by Shelley Welton, Deputy Director

In October, the Government Accountability Office (GAO) released an interesting though little-noted report on the Tennessee Valley Authority’s (TVA) energy efficiency and capital expenditures planning.  The report does an excellent job of illustrating how even commendable efforts at energy efficiency can fall short if a utility’s planning does not fully account for the potential of energy efficiency as a resource.

The TVA has a unique structure—it is a self-financing, federally owned electric utility that serves a large swath of the US Southeast.  As such, it is not subject to state regulatory oversight by a public utilities commission like most investor-owned utilities. The GAO’s report suggests that this regulatory freedom has perhaps both helped and hampered the TVA’s energy efficiency goals in certain ways, and concludes that it could use its freedom to do significantly more to advance the goal of energy efficiency.

The TVA currently sources about 42 percent of its generation from coal, 30 percent from nuclear, 8 percent from hydroelectric, 3 percent from natural gas, and 1 percent from non-hydro renewables (it purchases and imports the remaining 16 percent).  That’s a fairly typical resource mix for the Southeast.  To further its mission of supplying affordable, reliable power, the TVA engages in power supply planning over a twenty-year horizon.  In its latest plan, the TVA called for finishing construction on three nuclear reactors, retiring 26 percent of its coal facilities, and adding natural gas capacity.  It also established a goal of 3.5 percent energy savings from efficiency investments by 2015.  The TVA reportedly chose this goal because it determined this level of savings would position it as a leader among Southeastern electric utilities.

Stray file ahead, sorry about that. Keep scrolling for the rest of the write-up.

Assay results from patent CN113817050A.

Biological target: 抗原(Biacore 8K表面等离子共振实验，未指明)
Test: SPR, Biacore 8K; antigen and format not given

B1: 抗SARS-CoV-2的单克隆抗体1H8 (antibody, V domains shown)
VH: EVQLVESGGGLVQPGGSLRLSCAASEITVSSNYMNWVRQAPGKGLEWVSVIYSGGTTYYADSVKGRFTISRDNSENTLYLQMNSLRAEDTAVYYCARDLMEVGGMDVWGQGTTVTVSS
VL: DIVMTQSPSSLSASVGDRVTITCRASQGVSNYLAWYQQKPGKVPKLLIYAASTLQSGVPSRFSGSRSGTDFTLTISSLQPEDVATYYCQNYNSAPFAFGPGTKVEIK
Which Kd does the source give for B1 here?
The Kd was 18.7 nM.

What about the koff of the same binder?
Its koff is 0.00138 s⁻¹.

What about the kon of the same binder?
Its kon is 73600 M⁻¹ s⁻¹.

The TVA certainly deserves to be commended for aspiring to regional leadership in energy efficiency.  Nevertheless, the GAO points to a critical flaw in the TVA’s efficiency planning: the TVA did not base its energy efficiency goal on a study of the energy efficiency potential of its service area, and therefore cannot be sure that it is not missing major opportunities to pursue all cost-effective energy efficiency opportunities in the region.  Indeed, a comparison with other utilities suggests the TVA may not be doing all it can.  Whereas leading national utilities spend an average of 2.5 percent of annual revenues on energy efficiency programs, the TVA to date has only spent around 0.18 percent of its revenues on energy efficiency (though that number is projected to go up in coming years).  This low level of past investment suggests that there is a “large reservoir of attainable energy efficiency savings to be had in the future.” (GAO Report at 26).

These findings highlight the importance of properly accounting for energy efficiency during utilities’ long-term planning processes.  If instead of simply choosing a number that would allow it to lead its region, the TVA had used its planning model to help it identify the appropriate amount to invest in energy efficiency as compared to supply-side energy sources, it might have chosen to devote far more resources to energy efficiency programs and far fewer to new nuclear and gas supply.  Many public utility commissions are requiring utilities under their state jurisdiction to engage in precisely this type of analysis, with the result that energy efficiency is accounting for a growing share of these utilities’ future resource plans.  As an aspiring leader in the energy efficiency field, hopefully the TVA will pursue a similar line of analysis in the future.

One constraint that the TVA identifies as holding it back from investing more in energy efficiency is the possibility that those investments might raise rates for consumers, contrary to its mission.  But as the GAO notes, this concern focuses on rates at the expense of overall costs—if energy efficiency programs successfully lower the amount of energy consumers are using, any rate increase will likely be more than offset by lowered demand, such that overall electricity bills will go down.  At the same time, redirecting more of its expenditures towards energy efficiency might allow the TVA to sidestep some of the budget constraints that it is currently facing.  The GAO finds that the TVA may not have adequate resources to make its planned $9.9 billion investment in capital projects through 2013, particularly given the likelihood of cost overruns.  Although the GAO did not make this connection in its report, it seems that if some of the TVA’s planned capacity expansion could instead be replaced more cheaply by energy efficiency, these financial woes might also be eased.  But to know the answer to this “if,” the TVA will have to fully integrate energy efficiency into long-term resource planning.

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